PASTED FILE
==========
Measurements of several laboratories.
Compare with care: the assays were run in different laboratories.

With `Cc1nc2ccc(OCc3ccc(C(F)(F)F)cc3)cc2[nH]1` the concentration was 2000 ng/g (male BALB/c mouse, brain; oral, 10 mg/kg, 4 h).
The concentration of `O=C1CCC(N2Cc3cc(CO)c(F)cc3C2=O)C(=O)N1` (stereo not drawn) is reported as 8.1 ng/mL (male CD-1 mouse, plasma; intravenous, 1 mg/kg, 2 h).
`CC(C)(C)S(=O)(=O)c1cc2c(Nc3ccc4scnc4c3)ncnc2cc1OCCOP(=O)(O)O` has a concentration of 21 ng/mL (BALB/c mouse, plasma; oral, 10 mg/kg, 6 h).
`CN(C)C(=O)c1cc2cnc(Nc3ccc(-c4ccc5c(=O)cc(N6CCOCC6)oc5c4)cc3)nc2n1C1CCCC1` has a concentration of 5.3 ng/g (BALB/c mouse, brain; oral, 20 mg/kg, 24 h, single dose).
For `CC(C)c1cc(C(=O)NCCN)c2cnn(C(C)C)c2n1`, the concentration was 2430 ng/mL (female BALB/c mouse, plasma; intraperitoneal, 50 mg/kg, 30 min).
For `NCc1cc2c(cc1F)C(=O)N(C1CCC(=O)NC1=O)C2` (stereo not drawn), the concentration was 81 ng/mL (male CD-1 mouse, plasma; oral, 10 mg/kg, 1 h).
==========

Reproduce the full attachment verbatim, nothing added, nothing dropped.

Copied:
Measurements of several laboratories.
Compare with care: the assays were run in different laboratories.

With `Cc1nc2ccc(OCc3ccc(C(F)(F)F)cc3)cc2[nH]1` the concentration was 2000 ng/g (male BALB/c mouse, brain; oral, 10 mg/kg, 4 h).
The concentration of `O=C1CCC(N2Cc3cc(CO)c(F)cc3C2=O)C(=O)N1` (stereo not drawn) is reported as 8.1 ng/mL (male CD-1 mouse, plasma; intravenous, 1 mg/kg, 2 h).
`CC(C)(C)S(=O)(=O)c1cc2c(Nc3ccc4scnc4c3)ncnc2cc1OCCOP(=O)(O)O` has a concentration of 21 ng/mL (BALB/c mouse, plasma; oral, 10 mg/kg, 6 h).
`CN(C)C(=O)c1cc2cnc(Nc3ccc(-c4ccc5c(=O)cc(N6CCOCC6)oc5c4)cc3)nc2n1C1CCCC1` has a concentration of 5.3 ng/g (BALB/c mouse, brain; oral, 20 mg/kg, 24 h, single dose).
For `CC(C)c1cc(C(=O)NCCN)c2cnn(C(C)C)c2n1`, the concentration was 2430 ng/mL (female BALB/c mouse, plasma; intraperitoneal, 50 mg/kg, 30 min).
For `NCc1cc2c(cc1F)C(=O)N(C1CCC(=O)NC1=O)C2` (stereo not drawn), the concentration was 81 ng/mL (male CD-1 mouse, plasma; oral, 10 mg/kg, 1 h).